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Bottom Line Up Front

  • College borrowers have loan options from both the federal government and private lenders, and each has a role to play in education financing.
  • Federal loans are generally the first choice because they have better protections for borrowers, but they usually won’t cover all college costs.
  • It pays to shop around for private loans because terms will vary, but they can make up the gap between federal loan amounts and the actual cost of attending college.

Time to Read

4 minutes

August 1, 2022

Deciding how you’ll pay for college is one of the most important decisions you’ll make.

Some students are able to finance college with savings, and some qualify for grants and scholarships. Still, others pay for college with federal student loans, private student loans or a combination. Let’s take a minute to look at the differences between federal and private student loans.

Federal student loans are funded by the federal government and may come with benefits and protections you won’t get through private lenders. These loans have fixed interest rates, meaning your interest rate will never change during the entire length of the repayment period. The first step is for you (and your parents, if you’re a dependent) to complete the Free Application for Federal Student Aid (FAFSA), which is available Oct. 1 each year. The FAFSA must be completed by the deadlines set by the federal government, your state and your school to be eligible for grants, scholarships and loans (your college or university also might require a financial aid profile). Once the application has been processed, your college’s financial aid office will determine how much federal aid you’ll receive.

Private student loans are loans provided through private financial institutions like credit unions and banks. You’ll need to fill out an application, but unlike federal student loans, the financial institution (not the school) will determine if you qualify based on creditworthiness.

Why Consider a Private Student Loan?

Federal student loans don’t always cover all college costs. According to the U.S. Department of Education, undergraduate dependent students whose parents are eligible for Direct PLUS Loans are allowed a maximum of $31,000 in federal student loans to cover all 4 years of college, and independent students have a maximum borrowing limit of $57,500. When you compare these numbers to actual costs, you’ll see there could be a gap.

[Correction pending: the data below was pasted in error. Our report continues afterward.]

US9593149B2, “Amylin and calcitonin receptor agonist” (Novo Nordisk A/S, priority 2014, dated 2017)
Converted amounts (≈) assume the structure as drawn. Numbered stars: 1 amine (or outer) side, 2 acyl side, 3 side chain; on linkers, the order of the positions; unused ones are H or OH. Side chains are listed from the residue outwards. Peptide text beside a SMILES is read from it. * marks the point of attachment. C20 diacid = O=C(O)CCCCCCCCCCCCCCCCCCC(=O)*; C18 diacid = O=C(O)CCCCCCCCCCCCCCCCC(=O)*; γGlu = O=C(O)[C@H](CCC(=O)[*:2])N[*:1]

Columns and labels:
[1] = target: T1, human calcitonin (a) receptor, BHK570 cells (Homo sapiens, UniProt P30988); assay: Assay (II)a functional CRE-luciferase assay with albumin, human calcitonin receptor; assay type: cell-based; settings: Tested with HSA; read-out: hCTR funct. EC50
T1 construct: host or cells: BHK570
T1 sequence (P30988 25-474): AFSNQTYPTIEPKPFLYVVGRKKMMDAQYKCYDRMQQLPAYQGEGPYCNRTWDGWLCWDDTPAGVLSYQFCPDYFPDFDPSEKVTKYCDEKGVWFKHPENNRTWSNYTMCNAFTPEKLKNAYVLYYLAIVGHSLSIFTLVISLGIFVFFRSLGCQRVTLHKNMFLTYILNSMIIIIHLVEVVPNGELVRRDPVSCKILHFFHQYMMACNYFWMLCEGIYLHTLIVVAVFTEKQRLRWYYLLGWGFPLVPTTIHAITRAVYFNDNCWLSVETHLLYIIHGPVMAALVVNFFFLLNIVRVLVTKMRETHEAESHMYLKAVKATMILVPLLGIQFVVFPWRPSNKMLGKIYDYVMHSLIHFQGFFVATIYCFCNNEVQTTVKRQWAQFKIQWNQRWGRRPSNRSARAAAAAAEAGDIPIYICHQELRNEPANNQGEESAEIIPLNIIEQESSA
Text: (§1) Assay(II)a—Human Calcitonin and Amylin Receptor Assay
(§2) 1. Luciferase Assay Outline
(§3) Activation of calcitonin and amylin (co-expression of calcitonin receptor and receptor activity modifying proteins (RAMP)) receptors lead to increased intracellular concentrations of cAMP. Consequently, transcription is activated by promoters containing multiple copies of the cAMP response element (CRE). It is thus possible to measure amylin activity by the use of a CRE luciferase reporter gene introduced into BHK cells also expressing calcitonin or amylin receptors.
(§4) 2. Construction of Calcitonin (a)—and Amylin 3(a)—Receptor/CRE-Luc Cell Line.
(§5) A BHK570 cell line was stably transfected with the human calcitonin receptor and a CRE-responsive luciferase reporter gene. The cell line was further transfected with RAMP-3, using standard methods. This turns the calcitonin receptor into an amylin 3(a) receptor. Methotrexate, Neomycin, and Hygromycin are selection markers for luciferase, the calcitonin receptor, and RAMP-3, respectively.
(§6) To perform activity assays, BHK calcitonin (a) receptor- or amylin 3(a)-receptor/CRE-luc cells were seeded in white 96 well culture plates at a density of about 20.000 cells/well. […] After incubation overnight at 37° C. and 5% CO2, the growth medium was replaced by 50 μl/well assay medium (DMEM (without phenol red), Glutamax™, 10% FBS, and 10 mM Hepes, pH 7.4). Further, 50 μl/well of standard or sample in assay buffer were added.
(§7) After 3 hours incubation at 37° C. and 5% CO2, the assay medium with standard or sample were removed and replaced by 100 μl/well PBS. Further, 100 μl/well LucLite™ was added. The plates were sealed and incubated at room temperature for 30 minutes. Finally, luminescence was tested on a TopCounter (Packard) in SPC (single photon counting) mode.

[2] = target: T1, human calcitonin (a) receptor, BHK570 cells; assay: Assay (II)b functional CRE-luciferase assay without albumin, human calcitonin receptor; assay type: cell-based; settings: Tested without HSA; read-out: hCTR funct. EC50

According to, for the 2021 academic year, the average cost of attendance for in-state public colleges averaged $27,330 per year and a moderate budget for private colleges averaged $54,800. That translates to roughly $109,320 for 4 years at an in-state public college and $219,200 for 4 years at a private college.

Estimated cost and federal funding allowed for different colleges
TypeEstimated Cost for 4 YearsTotal Funding Allowed: Federal Student LoansGap in Funding
Dependent student in state public college$109,320$31,000$78,320
Dependent student private college$219,200$31,000$188,200
Independent student in state public college$109,320$57,500$51,820
Independent student private college$219,200$57,500$161,700

It’s clear, then, that federal loans may not cover all your costs. That’s where private student loans can help.

Keep in mind that many college financing experts recommend completing the FAFSA first to see for how much federal aid you may qualify and then exploring options for private financing to help fill gaps. The chart below can help you compare the features of federal and private student loans.

Comparing Federal and Private Students Loans

Comparing Federal and Private Student Loans
FeatureFederal Student LoansPrivate Student Loans
Interest Rate OptionsFixed interest ratesFixed or variable interest rates
Repayment TermsLoan payments begin when you graduate, leave school or attend less than half-timeVaries by lender; monthly payments may be required while you’re in school, which may reduce your overall cost of borrowing
SubsidiesUndergraduate students with financial need may qualify for subsidized loans; the government pays the interest while you attend school at least half-timeTypically no subsidies
Credit CheckOnly for PLUS loansLoan approval is dependent on
your credit score and report;
without a good credit history, you
may need a co-signer to qualify or
to get lower interest rates
Tax BreaksLoan interest may be tax-deductible (consult your tax advisor)Loan interest may be tax-deductible (consult your tax advisor)
Repayment OptionsVarious repayment plans are availableVaries by lender
Loan ForgivenessEligibility depends on your situationTypically not available

Source: Federal Student Aid, an Office of the U.S. Department of Education,

We’ll Help You Make the Grade

Navy Federal is committed to helping its members, and getting a good education can be an important step. That’s why we offer private student loans and helpful assistance to ensure you make borrowing choices confidently.

Next Steps Next Steps

  1. The U.S. Dept. of Education has a complete rundown of the various types of student financing, including grants, scholarships and work-study in addition to loans.
  2. If college expenses are still a little way off for your family, Navy Federal’s College Savings Calculator can show you how to save up now so you can borrow less later.
  3. If it’s time to move forward with a private student loan, explore the options Navy Federal has for its members.


This content is intended to provide general information and shouldn't be considered legal, tax or financial advice. It's always a good idea to consult a tax or financial advisor for specific information on how certain laws apply to your situation and about your individual financial situation.